In June 1940 he was appointed to command the then Flagship, HMAS Canberra. While on patrol in the Indian Ocean in March 1941, Canberra intercepted the German raider supply ship Coburg and her consort, the tanker Ketty Brovig. Both these ships were scuttled and sunk by their crews. The German Navy crews were taken POW by the Canberra.
In December 1941, Rear Admiral Crace transferred his flag to HMAS Australia, and Captain Farncomb assumed command of the Flagship Australia, and as the Chief Staff Officer to the Admiral, Captain Farncomb’s first action against the Japanese was the Coral Sea Battle in May 1942. Rear Admiral Crace’s Australian-American Support Force Squadron consisted of HMAS Australia, HMAS Hobart, USS Chicago and three US Destroyers. On May 7, Admiral Crace was ordered to intercept the Japanese invasion force heading for Port Moresby. At 2.30 p.m., eleven aircraft were sighted. Half an hour later, twelve Japanese twin-engined Torpedo Bombers, each armed with two torpedoes, attacked the Squadron. By Captain Farncomb’s skilful handling, Australia avoided two torpedoes. His first mention in despatches was awarded after this action. A number of Japanese aircraft was shot down. A short time later nineteen bombers attacked the Squadron and their main target was the Flagship. Some twenty 500 pound bombs were dropped in a pattern around Australia. The bomb’s water spouts rose well above the ship’s masts. Admiral Crace, Captain Farncomb and the crew on the bridge, over fifty feet above the waterline were drenched to the skin. The other ships thought the ‘Aussie’ had been hit and the Japs claimed to have sunk her. The Japanese aircraft attack was followed up by an attack by US B26 bombers from Townsville, who mistook the ships for Japanese. By night Admiral Crace was 120 miles south of New Guinea and did not retire until after the Japanese Port Moresby invaders turned back.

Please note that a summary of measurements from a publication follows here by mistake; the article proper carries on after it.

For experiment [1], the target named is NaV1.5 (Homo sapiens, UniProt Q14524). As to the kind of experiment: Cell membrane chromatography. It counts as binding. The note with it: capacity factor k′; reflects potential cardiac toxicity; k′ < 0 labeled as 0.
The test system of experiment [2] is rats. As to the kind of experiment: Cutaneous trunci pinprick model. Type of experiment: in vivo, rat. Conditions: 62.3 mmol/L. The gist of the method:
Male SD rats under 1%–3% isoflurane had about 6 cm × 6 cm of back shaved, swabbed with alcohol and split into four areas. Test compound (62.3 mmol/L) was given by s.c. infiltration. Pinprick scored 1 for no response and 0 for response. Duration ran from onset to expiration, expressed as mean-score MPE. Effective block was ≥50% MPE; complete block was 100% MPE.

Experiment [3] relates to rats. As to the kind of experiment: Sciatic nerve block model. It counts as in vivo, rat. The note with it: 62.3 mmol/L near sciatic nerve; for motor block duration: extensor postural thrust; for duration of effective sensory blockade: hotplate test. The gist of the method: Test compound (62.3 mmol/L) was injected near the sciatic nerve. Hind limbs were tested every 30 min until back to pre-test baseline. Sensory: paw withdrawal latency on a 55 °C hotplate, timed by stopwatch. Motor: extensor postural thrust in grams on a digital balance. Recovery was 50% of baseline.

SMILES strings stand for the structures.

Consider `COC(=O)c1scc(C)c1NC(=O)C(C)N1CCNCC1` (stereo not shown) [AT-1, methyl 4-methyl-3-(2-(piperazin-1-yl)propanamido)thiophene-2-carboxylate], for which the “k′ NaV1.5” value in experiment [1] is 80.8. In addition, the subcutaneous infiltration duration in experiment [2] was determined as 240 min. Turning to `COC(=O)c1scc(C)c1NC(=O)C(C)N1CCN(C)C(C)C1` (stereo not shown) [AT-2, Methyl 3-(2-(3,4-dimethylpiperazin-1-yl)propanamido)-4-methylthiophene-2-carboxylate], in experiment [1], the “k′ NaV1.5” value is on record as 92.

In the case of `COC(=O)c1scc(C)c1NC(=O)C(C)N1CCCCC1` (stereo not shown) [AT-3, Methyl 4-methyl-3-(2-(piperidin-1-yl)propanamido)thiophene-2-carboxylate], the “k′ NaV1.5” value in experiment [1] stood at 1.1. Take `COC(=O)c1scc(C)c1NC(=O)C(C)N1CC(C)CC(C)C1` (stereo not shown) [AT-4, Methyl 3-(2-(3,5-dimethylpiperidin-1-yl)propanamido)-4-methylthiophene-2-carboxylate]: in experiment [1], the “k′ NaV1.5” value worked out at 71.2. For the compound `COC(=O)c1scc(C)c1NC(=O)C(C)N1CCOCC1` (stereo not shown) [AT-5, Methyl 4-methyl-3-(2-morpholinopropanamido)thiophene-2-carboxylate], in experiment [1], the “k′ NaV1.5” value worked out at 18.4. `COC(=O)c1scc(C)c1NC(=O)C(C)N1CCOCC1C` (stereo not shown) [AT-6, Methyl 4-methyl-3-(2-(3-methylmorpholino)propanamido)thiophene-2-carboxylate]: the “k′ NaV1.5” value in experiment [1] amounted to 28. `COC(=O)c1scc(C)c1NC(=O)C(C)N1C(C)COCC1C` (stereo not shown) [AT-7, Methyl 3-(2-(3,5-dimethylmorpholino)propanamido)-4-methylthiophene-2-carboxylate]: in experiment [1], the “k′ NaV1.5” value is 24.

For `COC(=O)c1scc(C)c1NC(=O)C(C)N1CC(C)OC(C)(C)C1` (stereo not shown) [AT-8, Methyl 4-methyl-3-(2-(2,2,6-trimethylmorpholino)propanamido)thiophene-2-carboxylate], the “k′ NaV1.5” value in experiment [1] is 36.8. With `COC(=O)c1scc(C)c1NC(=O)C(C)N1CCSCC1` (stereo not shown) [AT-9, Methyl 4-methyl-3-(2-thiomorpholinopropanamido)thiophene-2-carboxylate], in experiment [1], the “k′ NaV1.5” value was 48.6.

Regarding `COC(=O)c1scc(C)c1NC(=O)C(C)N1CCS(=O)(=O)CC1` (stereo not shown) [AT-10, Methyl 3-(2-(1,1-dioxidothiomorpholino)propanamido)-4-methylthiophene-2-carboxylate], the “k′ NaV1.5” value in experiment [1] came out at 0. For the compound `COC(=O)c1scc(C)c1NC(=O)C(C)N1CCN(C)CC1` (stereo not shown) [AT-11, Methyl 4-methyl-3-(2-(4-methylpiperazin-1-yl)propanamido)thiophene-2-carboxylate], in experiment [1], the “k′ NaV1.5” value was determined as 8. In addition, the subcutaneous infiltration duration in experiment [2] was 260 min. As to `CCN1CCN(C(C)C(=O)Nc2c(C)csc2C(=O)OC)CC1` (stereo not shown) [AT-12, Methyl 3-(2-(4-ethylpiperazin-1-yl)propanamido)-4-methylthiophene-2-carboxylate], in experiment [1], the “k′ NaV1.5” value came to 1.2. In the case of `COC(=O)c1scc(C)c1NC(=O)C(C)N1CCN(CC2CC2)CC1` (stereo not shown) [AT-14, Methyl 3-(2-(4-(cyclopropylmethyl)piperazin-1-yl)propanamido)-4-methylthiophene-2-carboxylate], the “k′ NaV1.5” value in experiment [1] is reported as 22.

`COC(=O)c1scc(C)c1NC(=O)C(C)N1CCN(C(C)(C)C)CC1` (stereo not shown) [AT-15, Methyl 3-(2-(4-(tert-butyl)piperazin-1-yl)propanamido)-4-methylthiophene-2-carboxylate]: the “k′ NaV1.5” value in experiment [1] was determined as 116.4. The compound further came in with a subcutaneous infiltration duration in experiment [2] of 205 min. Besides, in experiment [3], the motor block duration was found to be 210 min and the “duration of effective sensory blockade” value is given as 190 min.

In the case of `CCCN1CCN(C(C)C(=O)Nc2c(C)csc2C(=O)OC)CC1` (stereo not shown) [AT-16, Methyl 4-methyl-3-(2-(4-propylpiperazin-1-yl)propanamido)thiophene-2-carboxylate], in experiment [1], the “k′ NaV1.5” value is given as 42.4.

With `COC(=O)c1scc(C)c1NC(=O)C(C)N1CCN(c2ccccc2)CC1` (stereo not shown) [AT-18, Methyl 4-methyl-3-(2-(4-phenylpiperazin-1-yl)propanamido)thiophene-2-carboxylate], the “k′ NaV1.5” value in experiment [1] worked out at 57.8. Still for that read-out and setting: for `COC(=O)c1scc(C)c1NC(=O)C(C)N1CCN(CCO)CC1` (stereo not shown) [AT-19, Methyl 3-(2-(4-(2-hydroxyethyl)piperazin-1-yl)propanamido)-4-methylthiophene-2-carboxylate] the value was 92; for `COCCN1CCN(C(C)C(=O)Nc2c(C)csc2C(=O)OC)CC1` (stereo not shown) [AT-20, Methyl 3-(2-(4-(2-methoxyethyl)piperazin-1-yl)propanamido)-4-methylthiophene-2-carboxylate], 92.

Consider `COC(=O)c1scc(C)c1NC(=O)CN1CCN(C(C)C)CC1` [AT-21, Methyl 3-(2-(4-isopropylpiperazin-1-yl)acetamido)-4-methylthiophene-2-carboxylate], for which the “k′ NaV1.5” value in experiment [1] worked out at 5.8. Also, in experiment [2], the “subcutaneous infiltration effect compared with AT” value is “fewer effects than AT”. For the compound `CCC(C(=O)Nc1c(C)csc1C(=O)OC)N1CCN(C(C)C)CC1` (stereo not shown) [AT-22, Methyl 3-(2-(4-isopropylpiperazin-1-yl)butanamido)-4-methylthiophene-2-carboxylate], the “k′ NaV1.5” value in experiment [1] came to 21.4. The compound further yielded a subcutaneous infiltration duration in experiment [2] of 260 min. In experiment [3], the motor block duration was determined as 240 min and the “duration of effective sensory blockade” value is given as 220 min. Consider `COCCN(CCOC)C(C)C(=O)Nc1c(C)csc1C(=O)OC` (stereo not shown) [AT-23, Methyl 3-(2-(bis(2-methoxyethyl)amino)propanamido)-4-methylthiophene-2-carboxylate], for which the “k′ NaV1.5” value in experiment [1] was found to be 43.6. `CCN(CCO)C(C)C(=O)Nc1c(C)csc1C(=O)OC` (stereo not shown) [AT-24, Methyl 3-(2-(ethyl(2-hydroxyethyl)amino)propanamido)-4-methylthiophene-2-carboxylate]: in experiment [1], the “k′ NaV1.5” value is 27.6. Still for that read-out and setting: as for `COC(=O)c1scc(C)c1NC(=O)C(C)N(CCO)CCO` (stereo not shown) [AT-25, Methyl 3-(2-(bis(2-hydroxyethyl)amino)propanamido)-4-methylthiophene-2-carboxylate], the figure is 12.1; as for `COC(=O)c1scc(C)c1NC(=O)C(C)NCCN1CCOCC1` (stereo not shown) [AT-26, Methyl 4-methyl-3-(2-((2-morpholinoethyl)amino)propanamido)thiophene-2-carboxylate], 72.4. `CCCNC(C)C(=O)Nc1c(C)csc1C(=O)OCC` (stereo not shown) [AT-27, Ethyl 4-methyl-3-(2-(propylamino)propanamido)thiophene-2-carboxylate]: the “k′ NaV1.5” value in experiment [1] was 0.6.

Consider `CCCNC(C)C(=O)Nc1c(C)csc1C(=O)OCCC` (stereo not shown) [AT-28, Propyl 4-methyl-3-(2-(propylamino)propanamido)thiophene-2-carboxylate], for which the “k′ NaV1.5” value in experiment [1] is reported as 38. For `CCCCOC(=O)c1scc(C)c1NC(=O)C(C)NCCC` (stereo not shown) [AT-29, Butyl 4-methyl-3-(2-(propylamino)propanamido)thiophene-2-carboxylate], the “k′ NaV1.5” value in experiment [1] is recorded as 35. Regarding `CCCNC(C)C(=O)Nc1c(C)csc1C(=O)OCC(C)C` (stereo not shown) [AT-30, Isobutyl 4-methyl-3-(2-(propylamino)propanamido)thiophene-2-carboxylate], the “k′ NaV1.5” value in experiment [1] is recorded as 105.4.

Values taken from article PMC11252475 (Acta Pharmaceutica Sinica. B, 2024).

Between March and August 1942, Captain Farncomb’s three previous Commands had been sunk. On March 1st 1942 HMAS Perth was lost, only 218 from her complement of 681 survived the War. The Yarra was sunk in action on March 4,1942. Of Yarra’s crew of 151, 138 lost their lives, and 83 of Canberra’s Ships’ Company died. Many of these men had served under Captain Farncomb, and the loss of these three ships was a great personal blow to him.